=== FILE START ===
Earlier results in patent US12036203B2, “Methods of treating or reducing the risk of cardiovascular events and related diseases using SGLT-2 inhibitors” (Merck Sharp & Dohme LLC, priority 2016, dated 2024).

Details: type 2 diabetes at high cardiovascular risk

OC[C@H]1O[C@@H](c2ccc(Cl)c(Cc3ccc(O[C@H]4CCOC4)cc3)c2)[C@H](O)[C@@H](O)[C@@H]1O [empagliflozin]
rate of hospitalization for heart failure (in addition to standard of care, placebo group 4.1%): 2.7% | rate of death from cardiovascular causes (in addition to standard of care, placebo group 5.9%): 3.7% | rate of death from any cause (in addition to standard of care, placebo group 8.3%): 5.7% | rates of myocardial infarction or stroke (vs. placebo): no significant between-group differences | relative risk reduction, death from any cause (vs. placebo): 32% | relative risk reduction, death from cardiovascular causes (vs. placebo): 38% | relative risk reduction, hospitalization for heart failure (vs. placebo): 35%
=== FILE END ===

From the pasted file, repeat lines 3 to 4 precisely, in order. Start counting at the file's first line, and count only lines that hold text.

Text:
OC[C@H]1O[C@@H](c2ccc(Cl)c(Cc3ccc(O[C@H]4CCOC4)cc3)c2)[C@H](O)[C@@H](O)[C@@H]1O [empagliflozin]
rate of hospitalization for heart failure (in addition to standard of care, placebo group 4.1%): 2.7% | rate of death from cardiovascular causes (in addition to standard of care, placebo group 5.9%): 3.7% | rate of death from any cause (in addition to standard of care, placebo group 8.3%): 5.7% | rates of myocardial infarction or stroke (vs. placebo): no significant between-group differences | relative risk reduction, death from any cause (vs. placebo): 32% | relative risk reduction, death from cardiovascular causes (vs. placebo): 38% | relative risk reduction, hospitalization for heart failure (vs. placebo): 35%